Stay-At-Home Feet in the Time of COVID

Elena Wellens, D.P.M. September 21st, 2020

Dr. Elena K. Wellens is a podiatrist, specializing in the non-operative treatment of complex foot and ankle disorders, trauma and sports medicine.

The new era of the pandemic has moved many of my patients from the workplace to home.  Instead of spending the day wearing shoes in the office setting, bare feet and socks is now the new norm.  This has resulted in a new wave of plantar fasciitis and Achilles tendonitis in my patients that may be a flare up of a previous condition or a new problem. 

Understanding Plantar Fasciitis and Achilles Tendonitis

The Achilles tendon attaches the calf muscles to the heel bone.  It is a very powerful tendon and the position of the foot can affect the way it works.  The plantar fascia is a band of tissue on the bottom of the foot that attaches to the heel and extends to the toes.  It is an important supportive structure for the arch. 

In patients with a flatter foot type or a very high arch the fascia can become irritated with constantly walking bare foot, particularly on hard surfaces such as hardwood floors.  Supportive shoes and arch supports can help reduce excessive stress on both the Achilles tendon and plantar fascia. 

I have been recommending to my patients to at least wear a sandal with a firm bottom and an arch while at home to help reduce the strain that is causing their pain and inflammation.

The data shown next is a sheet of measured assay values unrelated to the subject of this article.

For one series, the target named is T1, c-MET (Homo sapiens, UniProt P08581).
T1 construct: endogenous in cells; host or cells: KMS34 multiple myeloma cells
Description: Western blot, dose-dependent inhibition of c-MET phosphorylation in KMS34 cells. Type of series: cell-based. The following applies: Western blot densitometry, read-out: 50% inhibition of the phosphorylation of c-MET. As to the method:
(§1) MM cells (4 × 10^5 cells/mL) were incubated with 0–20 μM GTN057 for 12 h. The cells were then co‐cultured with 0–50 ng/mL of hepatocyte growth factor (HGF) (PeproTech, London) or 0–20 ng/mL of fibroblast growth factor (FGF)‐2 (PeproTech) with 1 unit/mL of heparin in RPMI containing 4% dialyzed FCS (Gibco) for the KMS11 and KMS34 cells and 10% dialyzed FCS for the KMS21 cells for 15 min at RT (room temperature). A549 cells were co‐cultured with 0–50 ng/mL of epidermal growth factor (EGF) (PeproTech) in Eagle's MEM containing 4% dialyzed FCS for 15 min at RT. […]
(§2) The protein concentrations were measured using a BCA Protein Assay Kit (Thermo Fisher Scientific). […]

Supporting Your Feet While Working from Home

In addition to shoes and arch supports, stretching exercises can also help.  I review various exercises with my patients that will help lengthen the calf muscles in order to reduce stress on the Achilles tendon and plantar fascia.  Other modalities that may also help include ice, heat, NSAIDS (if medically safe for the patient to take), custom molded orthotics, and physical therapy for patients not responding to treatment at home.

There is a small percentage of patients who do not respond to conservative treatment.  I do offer the minimally invasive Tenex procedure for those patients.  I perform this at the surgical center under local anesthetic.  It involves making a small incision and breaking up the inflammatory tissue using a fine instrument.  This also initiates the healing cascade in the body as well.  Over the next several weeks following the procedure the body continues to heal the inflamed tissue and creates new healthy tissue. This helps reduce and eliminate pain.

Achilles tendonitis and plantar fasciitis can be painful and debilitating conditions if left untreated.  By catching it early and starting treatment quickly patients can prevent long -term chronic pain and permanent damage to these tissues. 

I am available to see patients in the Center City office and Northeast Philadelphia office.  I would love to help you get back on your feet pain free!

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